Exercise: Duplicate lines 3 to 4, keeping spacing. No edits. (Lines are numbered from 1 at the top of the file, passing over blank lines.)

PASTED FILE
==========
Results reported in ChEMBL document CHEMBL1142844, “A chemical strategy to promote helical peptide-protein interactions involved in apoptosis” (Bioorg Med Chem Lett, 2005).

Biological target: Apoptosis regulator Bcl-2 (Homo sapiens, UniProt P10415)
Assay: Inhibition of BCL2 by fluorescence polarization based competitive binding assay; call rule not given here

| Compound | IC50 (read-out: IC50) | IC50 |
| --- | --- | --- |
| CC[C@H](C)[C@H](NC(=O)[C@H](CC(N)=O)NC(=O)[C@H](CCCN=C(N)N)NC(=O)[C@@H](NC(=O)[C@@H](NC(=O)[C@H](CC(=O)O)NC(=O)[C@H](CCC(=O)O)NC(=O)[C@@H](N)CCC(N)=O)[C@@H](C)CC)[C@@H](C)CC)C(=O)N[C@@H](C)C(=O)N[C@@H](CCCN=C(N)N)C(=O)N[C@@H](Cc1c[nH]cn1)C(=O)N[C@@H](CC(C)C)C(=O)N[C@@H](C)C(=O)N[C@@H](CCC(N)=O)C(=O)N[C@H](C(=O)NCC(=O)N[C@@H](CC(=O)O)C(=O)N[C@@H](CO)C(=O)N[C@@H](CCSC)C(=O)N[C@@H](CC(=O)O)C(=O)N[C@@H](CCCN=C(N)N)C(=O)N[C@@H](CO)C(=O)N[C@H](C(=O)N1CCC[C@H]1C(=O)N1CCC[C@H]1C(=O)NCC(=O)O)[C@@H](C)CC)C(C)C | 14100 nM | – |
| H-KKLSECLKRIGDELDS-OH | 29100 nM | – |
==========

Assay: Inhibition of BCL2 by fluorescence polarization based competitive binding assay; call rule not given here

| Compound | IC50 (read-out: IC50) | IC50 |